Retailers aren’t in sales; they’re “in the perception business”, says Jonah Lehrer while discussing how we perceive goods of varying prices, especially discounted goods.
Consumers typically suffer from a version of the placebo effect. Since we expect cheaper goods to be less effective, they generally are less effective, even if they are identical to more expensive products. This is why brand-name aspirin works better than generic aspirin, or why Coke tastes better than cheaper colas, even if most consumers can’t tell the difference in blind taste tests. “We have these general beliefs about the worldâŽ¯for example, that cheaper products are of lower qualityâŽ¯and they translate into specific expectations about specific products,” said [Baba Shiv, a neuroeconomist at Stanford]. “Then, once these expectations are activated, they start to really impact our behavior.”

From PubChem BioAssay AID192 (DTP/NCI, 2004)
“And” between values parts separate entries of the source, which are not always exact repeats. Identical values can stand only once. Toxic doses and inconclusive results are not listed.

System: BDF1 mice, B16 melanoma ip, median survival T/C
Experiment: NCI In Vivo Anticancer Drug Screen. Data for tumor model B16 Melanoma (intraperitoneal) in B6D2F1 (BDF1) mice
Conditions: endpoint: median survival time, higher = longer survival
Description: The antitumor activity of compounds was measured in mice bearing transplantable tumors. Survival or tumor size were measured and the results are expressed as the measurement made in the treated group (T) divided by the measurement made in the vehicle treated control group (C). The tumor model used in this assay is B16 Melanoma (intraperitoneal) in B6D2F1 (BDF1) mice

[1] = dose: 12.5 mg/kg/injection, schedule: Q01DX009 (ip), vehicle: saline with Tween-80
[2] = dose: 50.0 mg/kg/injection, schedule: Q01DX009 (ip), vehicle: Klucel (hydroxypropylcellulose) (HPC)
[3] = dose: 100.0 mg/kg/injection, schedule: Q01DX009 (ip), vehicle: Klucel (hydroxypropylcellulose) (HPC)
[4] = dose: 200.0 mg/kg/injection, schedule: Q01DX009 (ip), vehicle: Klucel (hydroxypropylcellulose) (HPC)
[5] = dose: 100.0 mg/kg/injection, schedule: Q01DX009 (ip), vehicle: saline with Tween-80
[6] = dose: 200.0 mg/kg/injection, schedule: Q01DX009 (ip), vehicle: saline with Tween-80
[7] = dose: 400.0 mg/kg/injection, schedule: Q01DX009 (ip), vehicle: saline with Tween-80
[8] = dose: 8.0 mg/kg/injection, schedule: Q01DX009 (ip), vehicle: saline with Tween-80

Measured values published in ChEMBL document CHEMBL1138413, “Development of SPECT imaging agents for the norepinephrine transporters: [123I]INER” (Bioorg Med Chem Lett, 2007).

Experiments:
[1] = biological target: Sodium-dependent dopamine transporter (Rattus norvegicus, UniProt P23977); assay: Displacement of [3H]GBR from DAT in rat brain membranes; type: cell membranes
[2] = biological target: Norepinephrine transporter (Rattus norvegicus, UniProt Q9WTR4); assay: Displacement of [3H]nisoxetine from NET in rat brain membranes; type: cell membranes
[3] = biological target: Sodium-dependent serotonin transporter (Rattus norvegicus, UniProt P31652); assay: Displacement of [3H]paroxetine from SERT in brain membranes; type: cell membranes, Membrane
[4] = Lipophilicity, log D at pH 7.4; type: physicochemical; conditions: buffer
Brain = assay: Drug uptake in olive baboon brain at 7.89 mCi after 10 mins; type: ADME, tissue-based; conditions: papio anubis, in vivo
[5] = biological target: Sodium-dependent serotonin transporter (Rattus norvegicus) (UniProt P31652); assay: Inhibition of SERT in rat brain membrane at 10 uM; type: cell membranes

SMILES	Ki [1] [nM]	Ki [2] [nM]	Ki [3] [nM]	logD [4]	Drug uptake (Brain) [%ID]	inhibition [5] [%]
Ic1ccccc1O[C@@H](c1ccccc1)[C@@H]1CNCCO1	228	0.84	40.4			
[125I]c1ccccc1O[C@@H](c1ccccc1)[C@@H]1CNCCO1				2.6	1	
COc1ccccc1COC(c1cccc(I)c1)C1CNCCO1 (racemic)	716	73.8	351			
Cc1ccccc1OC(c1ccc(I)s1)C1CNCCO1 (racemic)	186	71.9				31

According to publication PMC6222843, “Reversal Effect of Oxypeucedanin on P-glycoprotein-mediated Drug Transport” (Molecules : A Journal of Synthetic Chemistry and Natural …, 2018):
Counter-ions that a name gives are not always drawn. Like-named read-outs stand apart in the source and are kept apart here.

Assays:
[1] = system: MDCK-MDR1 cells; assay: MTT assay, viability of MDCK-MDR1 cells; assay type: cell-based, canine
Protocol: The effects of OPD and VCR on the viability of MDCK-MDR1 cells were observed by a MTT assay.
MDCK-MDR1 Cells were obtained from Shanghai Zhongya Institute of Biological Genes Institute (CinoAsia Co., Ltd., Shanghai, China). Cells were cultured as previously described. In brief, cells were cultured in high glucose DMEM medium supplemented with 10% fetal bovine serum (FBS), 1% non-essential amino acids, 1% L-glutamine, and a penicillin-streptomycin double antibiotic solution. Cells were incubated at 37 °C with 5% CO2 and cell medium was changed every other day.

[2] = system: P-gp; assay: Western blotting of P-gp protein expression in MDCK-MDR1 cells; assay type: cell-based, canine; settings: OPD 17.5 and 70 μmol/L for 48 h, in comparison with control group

I suppose this goes some way to explaining why some magazinesÂ are gaining readers despite increasing their subscription ratesÂ (The Economist, for example).
The latter via Kottke